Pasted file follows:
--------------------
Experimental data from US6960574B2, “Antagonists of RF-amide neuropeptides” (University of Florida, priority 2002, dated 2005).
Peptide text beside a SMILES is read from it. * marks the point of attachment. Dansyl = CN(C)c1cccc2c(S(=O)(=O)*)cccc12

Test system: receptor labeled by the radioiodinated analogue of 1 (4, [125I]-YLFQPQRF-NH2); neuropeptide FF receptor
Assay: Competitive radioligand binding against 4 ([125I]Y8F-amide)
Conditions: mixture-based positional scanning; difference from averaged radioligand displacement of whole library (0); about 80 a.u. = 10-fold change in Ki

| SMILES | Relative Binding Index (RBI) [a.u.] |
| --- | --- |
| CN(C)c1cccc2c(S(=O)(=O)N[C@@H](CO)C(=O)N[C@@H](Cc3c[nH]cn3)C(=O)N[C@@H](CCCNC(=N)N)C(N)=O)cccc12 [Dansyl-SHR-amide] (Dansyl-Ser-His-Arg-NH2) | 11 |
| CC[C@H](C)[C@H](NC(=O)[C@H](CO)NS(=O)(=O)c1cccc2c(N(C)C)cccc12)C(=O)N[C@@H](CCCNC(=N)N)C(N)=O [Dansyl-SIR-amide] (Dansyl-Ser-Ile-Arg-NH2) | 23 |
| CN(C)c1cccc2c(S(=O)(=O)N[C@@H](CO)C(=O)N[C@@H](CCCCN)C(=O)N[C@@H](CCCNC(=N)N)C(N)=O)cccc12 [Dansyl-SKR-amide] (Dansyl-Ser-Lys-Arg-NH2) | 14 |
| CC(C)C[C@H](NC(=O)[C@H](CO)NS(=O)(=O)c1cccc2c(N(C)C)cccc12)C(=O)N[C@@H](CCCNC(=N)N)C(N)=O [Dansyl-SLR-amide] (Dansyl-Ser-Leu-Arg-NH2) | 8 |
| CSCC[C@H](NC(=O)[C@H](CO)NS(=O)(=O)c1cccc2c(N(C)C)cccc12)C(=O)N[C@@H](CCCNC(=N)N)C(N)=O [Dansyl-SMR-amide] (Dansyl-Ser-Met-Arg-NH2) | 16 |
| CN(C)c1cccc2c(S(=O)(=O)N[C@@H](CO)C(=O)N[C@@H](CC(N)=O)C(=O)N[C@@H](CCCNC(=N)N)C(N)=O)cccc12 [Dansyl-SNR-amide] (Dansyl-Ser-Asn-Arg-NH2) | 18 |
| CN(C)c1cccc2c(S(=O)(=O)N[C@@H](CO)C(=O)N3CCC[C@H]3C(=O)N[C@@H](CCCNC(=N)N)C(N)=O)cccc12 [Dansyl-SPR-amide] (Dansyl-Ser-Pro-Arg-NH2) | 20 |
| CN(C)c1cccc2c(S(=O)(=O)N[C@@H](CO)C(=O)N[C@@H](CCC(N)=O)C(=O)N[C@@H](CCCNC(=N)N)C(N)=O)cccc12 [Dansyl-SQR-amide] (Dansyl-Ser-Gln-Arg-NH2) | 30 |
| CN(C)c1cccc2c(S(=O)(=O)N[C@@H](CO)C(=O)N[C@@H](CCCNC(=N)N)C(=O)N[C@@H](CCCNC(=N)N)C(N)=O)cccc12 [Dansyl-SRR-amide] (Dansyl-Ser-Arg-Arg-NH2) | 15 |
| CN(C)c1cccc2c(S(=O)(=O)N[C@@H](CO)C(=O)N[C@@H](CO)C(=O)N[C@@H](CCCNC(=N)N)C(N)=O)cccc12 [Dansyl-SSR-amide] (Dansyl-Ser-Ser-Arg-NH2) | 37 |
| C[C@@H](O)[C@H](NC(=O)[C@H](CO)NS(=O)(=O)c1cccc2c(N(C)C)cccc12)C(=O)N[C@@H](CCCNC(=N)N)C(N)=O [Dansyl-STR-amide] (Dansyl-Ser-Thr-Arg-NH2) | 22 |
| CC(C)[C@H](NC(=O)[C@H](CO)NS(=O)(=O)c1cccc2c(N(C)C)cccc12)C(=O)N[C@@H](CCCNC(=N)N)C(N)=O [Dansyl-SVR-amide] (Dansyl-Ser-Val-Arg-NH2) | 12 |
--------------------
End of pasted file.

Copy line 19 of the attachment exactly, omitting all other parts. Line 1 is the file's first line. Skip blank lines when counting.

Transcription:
| CC(C)[C@H](NC(=O)[C@H](CO)NS(=O)(=O)c1cccc2c(N(C)C)cccc12)C(=O)N[C@@H](CCCNC(=N)N)C(N)=O [Dansyl-SVR-amide] (Dansyl-Ser-Val-Arg-NH2) | 12 |